《TAIPEI TIMES》 Responders urged not to neglect self-care
Hualien Tzu Chi Hospital orthopedist Wu Kun-chi, right, who also heads the Hualien County Fire Department’s volunteer firefighting and rescue team, holds a toddler while comforting an injured person lying on the ground during the rescue operation that followed Friday’s deadly train crash. Photo provided by Tsai Che-wen via CNA
By Wang Chin-yi and Kayleigh Madjar / Staff reporter, with staff writer
Doctors yesterday called on first responders to care for their mental health and watch for signs of post-traumatic stress disorder （PTSD）, as rescuers continue to handle the aftermath of Friday’s train derailment in Hualien County.
The crash was the nation’s worst rail tragedy in decades, killing 50 and injuring 200 as of yesterday after the Hualien District Prosecutors’ Office revised the death toll down from 51 following DNA testing.
Taroko Express No. 408 was traveling from New Taipei City to Taitung when it crashed inside the Cingshuei Tunnel （清水隧道） in Hualien’s Sioulin Township （秀林） after hitting a crane truck that had slid down onto the tracks from a nearby work site.
Considering the trauma and stress faced by rescue workers and police officers responding to the incident, Hualien Tzu Chi Hospital psychiatrist Lin Chiao-hsiang （林喬祥） urged additional care.
It is not uncommon for front-line responders to begin having nightmares or intrusive flashbacks, both symptoms of acute stress disorder, Lin said.
If these symptoms persist more than a month after the event, it could develop into PTSD, Lin said, adding that more than 60 percent of those who experience a major traumatic incident develop the condition.
This might present as avoidance, he said, giving as examples that train crash survivors might refuse to ride a train or earthquake survivors might avoid the disaster area.
Those experiencing related symptoms or witnessing it in others are advised to seek psychiatric assistance, Lin added.
The suicide of an Yilan County firefighter surnamed Hsueh （薛） in 2019 drew attention to this issue, as it was largely considered to be related to the PTSD that he developed after responding the year before to the Puyuma Express derailment, which killed 18 and injured 291.
Police officers are not exempt from the risk, as they faced considerable stress redirecting traffic, securing the crash site and hearing families identify victims.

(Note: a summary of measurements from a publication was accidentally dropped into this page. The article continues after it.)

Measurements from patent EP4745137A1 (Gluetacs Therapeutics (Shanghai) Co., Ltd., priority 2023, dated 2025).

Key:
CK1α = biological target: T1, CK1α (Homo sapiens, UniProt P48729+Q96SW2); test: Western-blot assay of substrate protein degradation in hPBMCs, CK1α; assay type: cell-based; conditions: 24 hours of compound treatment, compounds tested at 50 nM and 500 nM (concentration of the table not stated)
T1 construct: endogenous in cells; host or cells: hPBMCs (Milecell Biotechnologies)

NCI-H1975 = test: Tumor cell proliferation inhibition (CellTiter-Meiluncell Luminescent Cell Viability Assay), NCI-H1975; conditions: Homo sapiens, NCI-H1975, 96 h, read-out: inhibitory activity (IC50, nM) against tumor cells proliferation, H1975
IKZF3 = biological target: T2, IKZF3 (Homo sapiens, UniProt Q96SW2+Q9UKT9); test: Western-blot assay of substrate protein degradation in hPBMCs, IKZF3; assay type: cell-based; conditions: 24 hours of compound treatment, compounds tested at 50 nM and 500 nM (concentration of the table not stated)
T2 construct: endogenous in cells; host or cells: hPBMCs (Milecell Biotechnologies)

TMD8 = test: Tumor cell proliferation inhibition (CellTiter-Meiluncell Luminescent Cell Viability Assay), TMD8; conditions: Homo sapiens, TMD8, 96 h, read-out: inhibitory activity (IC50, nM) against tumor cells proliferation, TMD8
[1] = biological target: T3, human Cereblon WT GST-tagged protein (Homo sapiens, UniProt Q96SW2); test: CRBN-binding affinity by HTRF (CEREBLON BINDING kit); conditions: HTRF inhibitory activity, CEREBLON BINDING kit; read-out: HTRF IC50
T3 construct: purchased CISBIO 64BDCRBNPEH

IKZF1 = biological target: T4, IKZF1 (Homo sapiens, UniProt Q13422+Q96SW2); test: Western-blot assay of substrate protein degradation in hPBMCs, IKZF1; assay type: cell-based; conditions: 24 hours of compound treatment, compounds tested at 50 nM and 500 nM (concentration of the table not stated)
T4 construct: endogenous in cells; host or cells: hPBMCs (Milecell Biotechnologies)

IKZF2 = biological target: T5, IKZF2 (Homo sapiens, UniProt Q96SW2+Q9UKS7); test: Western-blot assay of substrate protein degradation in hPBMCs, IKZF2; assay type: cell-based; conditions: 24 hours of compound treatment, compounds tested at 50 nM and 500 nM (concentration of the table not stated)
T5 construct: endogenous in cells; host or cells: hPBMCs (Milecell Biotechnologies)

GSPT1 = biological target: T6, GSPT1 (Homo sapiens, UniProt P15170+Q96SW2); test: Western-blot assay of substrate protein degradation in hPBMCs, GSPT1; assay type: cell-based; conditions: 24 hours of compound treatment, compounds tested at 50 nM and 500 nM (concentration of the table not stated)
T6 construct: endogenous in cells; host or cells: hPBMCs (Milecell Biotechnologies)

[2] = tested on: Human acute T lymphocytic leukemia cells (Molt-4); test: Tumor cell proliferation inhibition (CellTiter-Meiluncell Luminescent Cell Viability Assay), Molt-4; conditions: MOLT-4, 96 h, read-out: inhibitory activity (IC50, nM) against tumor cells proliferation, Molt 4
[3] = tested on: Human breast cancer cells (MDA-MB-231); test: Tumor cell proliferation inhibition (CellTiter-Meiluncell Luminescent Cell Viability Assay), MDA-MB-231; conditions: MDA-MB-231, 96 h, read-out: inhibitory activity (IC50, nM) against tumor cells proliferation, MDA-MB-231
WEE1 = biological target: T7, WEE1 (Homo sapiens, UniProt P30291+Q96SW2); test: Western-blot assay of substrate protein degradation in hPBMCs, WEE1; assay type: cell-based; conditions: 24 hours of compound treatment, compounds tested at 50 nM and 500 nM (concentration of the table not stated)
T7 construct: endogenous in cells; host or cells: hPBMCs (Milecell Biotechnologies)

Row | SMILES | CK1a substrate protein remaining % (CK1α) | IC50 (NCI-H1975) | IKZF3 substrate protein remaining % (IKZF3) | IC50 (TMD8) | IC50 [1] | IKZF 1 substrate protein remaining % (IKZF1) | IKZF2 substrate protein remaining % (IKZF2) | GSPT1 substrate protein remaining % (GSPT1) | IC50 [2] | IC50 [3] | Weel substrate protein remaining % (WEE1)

National Police Agency Director-General Chen Ja-chin （陳家欽） after arriving to the scene on Saturday urged the Hualien County Police Department to focus on officers’ mental health, and to provide sufficient time and space for rest.
Hualien City Precinct Chief Hao Hsin-cheng （郝心誠） yesterday said that many officers have been working around the clock, and pledged to invite medical and psychiatric professionals to help after they return to their normal schedules.
To help mitigate the risk of developing PTSD, doctors recommend four strategies: Focus on the present, consume less disaster-related news, appropriately express emotions and seek medical assistance when needed.
PTSD symptoms can become more intense during times of stress or when reminded of the event, Hualien Tzu Chi Hospital said, advising those who experience extreme or long-term symptoms to seek help.
The Hualien County Government said that it has set up counters at Hualien Railway Station and the city morgue for psychological assistance, and has integrated resources from county psychiatric associations to help those affected.
People can also call 03-8351885 for assistance.
On Saturday, Democratic Progressive Party Legislator Fan Yun （范雲） passed along advice from counselors on how parents can help their children process the tragedy.
“From yesterday to now has been very emotionally challenging and I know everyone is feeling the same,” she wrote on Facebook. “Thank you to the Hualien Counseling Psychologists’ Association for providing this information, so we can help everyone who was on the train through this difficult time.”
The association recommended that parents refrain from repeatedly watching news or videos of the derailment, but instead focus on caring for themselves and their children.
They should also calmly and simply explain to their child what happened in an age-appropriate manner, if there is a need to do so, it said.
Speaking honestly about how one is feeling is very important, it said, adding that it is entirely normal to feel affected, but that additional care should be sought if such feelings persist after two weeks.
Parents and their children should take steps to improve their mood if melancholy persists, such as seeking religious consolation, exercising more, seeing family friends or engaging in relaxing activities, it said.
A handout provided on Friday last week by the New Taipei City Fire Department shows rescue team members working on a train derailed inside Cingshuei Tunnel in Hualien’s Sioulin Township. Photo: New Taipei City Fire Department / AFP